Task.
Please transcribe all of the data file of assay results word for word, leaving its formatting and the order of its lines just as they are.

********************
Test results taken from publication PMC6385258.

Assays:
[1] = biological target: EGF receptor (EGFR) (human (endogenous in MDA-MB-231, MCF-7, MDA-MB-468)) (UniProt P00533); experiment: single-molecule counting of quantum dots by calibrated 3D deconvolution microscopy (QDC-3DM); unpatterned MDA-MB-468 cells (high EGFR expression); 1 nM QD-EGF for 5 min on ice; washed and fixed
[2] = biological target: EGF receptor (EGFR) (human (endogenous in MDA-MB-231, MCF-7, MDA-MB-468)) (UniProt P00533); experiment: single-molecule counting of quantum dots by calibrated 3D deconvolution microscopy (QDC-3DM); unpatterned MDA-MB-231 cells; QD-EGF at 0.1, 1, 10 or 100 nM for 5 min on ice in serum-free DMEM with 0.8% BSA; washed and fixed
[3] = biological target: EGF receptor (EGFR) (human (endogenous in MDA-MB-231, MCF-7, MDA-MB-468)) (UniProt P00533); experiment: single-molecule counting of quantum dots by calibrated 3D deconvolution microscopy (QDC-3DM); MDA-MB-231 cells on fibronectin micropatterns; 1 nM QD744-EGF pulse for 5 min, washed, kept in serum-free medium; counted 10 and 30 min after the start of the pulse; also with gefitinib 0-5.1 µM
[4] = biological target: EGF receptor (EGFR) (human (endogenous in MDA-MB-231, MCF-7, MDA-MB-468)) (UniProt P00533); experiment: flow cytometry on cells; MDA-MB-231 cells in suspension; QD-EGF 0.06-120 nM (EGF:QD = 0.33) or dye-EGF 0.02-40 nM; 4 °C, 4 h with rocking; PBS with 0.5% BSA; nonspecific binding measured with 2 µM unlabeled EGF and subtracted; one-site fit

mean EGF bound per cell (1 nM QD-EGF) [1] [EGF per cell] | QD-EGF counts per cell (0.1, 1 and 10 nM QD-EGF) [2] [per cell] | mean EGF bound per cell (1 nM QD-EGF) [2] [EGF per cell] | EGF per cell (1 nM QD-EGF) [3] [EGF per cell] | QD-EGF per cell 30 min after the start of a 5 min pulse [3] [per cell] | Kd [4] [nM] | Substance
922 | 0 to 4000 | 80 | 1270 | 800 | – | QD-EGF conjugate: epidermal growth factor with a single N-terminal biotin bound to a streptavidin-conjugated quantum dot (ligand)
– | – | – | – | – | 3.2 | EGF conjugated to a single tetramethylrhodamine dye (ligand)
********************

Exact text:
Test results taken from publication PMC6385258.

Assays:
[1] = biological target: EGF receptor (EGFR) (human (endogenous in MDA-MB-231, MCF-7, MDA-MB-468)) (UniProt P00533); experiment: single-molecule counting of quantum dots by calibrated 3D deconvolution microscopy (QDC-3DM); unpatterned MDA-MB-468 cells (high EGFR expression); 1 nM QD-EGF for 5 min on ice; washed and fixed
[2] = biological target: EGF receptor (EGFR) (human (endogenous in MDA-MB-231, MCF-7, MDA-MB-468)) (UniProt P00533); experiment: single-molecule counting of quantum dots by calibrated 3D deconvolution microscopy (QDC-3DM); unpatterned MDA-MB-231 cells; QD-EGF at 0.1, 1, 10 or 100 nM for 5 min on ice in serum-free DMEM with 0.8% BSA; washed and fixed
[3] = biological target: EGF receptor (EGFR) (human (endogenous in MDA-MB-231, MCF-7, MDA-MB-468)) (UniProt P00533); experiment: single-molecule counting of quantum dots by calibrated 3D deconvolution microscopy (QDC-3DM); MDA-MB-231 cells on fibronectin micropatterns; 1 nM QD744-EGF pulse for 5 min, washed, kept in serum-free medium; counted 10 and 30 min after the start of the pulse; also with gefitinib 0-5.1 µM
[4] = biological target: EGF receptor (EGFR) (human (endogenous in MDA-MB-231, MCF-7, MDA-MB-468)) (UniProt P00533); experiment: flow cytometry on cells; MDA-MB-231 cells in suspension; QD-EGF 0.06-120 nM (EGF:QD = 0.33) or dye-EGF 0.02-40 nM; 4 °C, 4 h with rocking; PBS with 0.5% BSA; nonspecific binding measured with 2 µM unlabeled EGF and subtracted; one-site fit

mean EGF bound per cell (1 nM QD-EGF) [1] [EGF per cell] | QD-EGF counts per cell (0.1, 1 and 10 nM QD-EGF) [2] [per cell] | mean EGF bound per cell (1 nM QD-EGF) [2] [EGF per cell] | EGF per cell (1 nM QD-EGF) [3] [EGF per cell] | QD-EGF per cell 30 min after the start of a 5 min pulse [3] [per cell] | Kd [4] [nM] | Substance
922 | 0 to 4000 | 80 | 1270 | 800 | – | QD-EGF conjugate: epidermal growth factor with a single N-terminal biotin bound to a streptavidin-conjugated quantum dot (ligand)
– | – | – | – | – | 3.2 | EGF conjugated to a single tetramethylrhodamine dye (ligand)